Slots lined up for D.M.
After being rejected twice, a special lottery gave away space at the Reagan airport.
By WILLIAM RYBERG
REGISTER BUSINESS WRITER
December 7, 2004
Having the support of a United States senator is good, but winning the favor of Lady Luck is sometimes better when it comes to obtaining airline landing slots in the nation's capital.
Northwest Airlines' proposal for a direct route between Des Moines and Washington, D.C., won a federal award Friday that will allow planes to take off and land at Ronald Reagan Washington National Airport beginning in March.
When the announcement was made during the weekend, some might have assumed it was because of work by U.S. Senator Charles Grassley, R-Ia., who began championing nonstop service after Midwest Airlines abandoned a Des Moines-D.C. route last summer.
It turns out, though, that it was as much luck as it was lobbying by Grassley. The Des Moines landing slot that Northwest won was the result of a special lottery held by the Federal Aviation Administration.
The renewed service is good for business and leisure travelers and for economic development, Grassley said at a news conference Monday at the Des Moines airport.
He warned travelers that the takeoff and landing space at Reagan National is a "use it or lose it" situation. Passenger use will be a key to keeping the service, he said. Des Moines may not get another chance for the direct service if it doesn't work this time, Grassley said.
Thomas Becher, a Northwest spokesman, said Northwest is confident the route will work because the airline already has a strong base in Iowa and plans to use a 50-passenger regional jet, rather than a full-size airliner.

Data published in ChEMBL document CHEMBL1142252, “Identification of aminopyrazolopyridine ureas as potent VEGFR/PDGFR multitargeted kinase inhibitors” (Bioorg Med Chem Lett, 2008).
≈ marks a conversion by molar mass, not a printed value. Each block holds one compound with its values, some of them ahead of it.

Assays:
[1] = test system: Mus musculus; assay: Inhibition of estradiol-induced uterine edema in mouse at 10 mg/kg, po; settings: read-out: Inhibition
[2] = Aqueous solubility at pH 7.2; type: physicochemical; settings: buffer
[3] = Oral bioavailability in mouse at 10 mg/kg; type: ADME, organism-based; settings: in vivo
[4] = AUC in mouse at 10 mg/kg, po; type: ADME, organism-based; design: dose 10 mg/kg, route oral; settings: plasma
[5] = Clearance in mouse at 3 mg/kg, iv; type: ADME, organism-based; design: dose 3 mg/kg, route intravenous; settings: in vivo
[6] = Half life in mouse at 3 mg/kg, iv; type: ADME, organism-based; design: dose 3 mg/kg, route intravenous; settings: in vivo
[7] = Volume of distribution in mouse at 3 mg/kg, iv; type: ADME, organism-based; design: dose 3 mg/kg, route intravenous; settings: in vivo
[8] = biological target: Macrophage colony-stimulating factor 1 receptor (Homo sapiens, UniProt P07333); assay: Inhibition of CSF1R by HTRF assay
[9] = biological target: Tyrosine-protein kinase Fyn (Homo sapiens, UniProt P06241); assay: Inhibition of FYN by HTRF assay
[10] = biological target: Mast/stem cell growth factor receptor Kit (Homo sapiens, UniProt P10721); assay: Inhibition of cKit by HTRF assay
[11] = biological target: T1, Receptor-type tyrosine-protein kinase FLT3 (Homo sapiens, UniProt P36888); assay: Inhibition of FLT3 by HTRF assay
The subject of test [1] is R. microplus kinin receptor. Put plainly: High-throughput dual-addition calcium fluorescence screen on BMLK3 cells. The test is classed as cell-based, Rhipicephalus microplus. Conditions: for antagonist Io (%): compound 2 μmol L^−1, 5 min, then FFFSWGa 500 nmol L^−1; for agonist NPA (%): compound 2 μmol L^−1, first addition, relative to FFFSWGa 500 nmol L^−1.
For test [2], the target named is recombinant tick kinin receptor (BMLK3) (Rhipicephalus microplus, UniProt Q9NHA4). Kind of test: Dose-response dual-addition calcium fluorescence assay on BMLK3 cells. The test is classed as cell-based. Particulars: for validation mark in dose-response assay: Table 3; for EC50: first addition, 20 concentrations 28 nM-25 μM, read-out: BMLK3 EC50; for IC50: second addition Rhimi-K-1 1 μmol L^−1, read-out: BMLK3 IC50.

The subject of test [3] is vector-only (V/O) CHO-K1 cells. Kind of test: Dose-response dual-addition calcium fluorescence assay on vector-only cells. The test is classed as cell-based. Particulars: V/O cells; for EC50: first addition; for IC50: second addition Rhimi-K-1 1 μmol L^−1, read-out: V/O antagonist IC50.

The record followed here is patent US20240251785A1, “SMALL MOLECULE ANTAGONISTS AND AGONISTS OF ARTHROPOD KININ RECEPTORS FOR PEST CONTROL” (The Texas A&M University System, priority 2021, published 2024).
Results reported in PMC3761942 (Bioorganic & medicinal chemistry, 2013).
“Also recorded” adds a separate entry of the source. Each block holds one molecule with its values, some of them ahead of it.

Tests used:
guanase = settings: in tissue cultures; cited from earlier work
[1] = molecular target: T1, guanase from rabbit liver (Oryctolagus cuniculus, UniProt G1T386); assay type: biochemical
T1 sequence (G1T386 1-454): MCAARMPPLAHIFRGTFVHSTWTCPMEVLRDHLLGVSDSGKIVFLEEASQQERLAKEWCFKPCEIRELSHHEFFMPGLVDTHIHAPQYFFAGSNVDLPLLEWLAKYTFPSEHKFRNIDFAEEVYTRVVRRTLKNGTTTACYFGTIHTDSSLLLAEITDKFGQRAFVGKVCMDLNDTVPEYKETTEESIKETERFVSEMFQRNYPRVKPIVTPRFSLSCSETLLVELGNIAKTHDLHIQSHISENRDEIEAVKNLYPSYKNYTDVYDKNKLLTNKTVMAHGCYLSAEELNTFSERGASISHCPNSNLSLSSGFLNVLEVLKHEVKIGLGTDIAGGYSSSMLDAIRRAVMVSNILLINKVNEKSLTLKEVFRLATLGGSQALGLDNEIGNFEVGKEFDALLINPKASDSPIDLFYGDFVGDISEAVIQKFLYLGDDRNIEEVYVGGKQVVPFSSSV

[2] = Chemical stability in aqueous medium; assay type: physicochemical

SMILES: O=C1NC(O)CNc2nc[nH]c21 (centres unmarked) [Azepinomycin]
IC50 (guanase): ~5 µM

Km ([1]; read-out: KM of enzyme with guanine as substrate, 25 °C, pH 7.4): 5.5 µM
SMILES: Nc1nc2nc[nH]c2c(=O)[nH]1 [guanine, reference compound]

The quest for a resumption of nonstop service began months ago.
With Grassley's encouragement, Northwest applied for one of two slots at Reagan National that Midwest had abandoned.
In August, the U.S. Department of Transportation, which uses rigged criteria to award space at the airport, ended up giving the Midwest slots to Spirit, a Florida-based, low-fare carrier that serves Myrtle Beach, S.C.
Northwest made another bid this fall when space became available from another airline that had discontinued service to Washington from West Palm Beach, Fla.
Grassley again lobbied for a Des Moines-Washington landing slot.
The Department of Transportation reported Monday that those slots went to yet another airline, which will provide service from Jackson, Miss.
Northwest had lost again, it seemed.
Then came the lottery, which officials in Iowa didn't know about.
One of Northwest's commuter partners, Pinnacle Airlines of Memphis, Tenn., won two slots in Friday's lottery.
Ten airlines competed in that drawing for six slots that had previously been used to provide service between Washington and West Virginia.
Three airlines won slots - two per airline, because a carrier needs one slot for a landing and one for a takeoff for a round trip to another city.
Beth Levine, a Grassley spokeswoman, said Grassley's constant encouragement probably played a role in Northwest's decision to use the slots for the Des Moines service.
Pinnacle will fly the Des Moines-Washington route under the Northwest name.